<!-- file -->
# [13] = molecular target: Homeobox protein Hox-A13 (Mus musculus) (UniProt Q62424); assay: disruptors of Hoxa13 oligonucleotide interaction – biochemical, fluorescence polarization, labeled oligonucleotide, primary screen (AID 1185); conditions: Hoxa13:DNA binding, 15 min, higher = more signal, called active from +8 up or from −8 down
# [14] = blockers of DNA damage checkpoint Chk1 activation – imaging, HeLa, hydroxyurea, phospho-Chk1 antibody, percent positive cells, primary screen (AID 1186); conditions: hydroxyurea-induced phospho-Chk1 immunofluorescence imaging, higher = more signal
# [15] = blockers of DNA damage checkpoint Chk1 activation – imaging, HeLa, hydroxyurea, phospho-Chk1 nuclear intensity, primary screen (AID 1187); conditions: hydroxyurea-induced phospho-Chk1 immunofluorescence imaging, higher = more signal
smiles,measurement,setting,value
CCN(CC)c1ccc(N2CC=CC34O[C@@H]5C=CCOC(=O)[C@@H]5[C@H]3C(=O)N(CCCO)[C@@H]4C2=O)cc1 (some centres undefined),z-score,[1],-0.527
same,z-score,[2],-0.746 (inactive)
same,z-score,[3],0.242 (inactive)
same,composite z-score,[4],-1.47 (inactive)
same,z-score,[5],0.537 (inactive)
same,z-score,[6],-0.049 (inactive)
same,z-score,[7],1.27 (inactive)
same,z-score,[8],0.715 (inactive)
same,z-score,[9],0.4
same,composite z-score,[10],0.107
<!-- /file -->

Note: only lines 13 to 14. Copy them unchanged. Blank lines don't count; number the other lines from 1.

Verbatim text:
same,z-score,[9],0.4
same,composite z-score,[10],0.107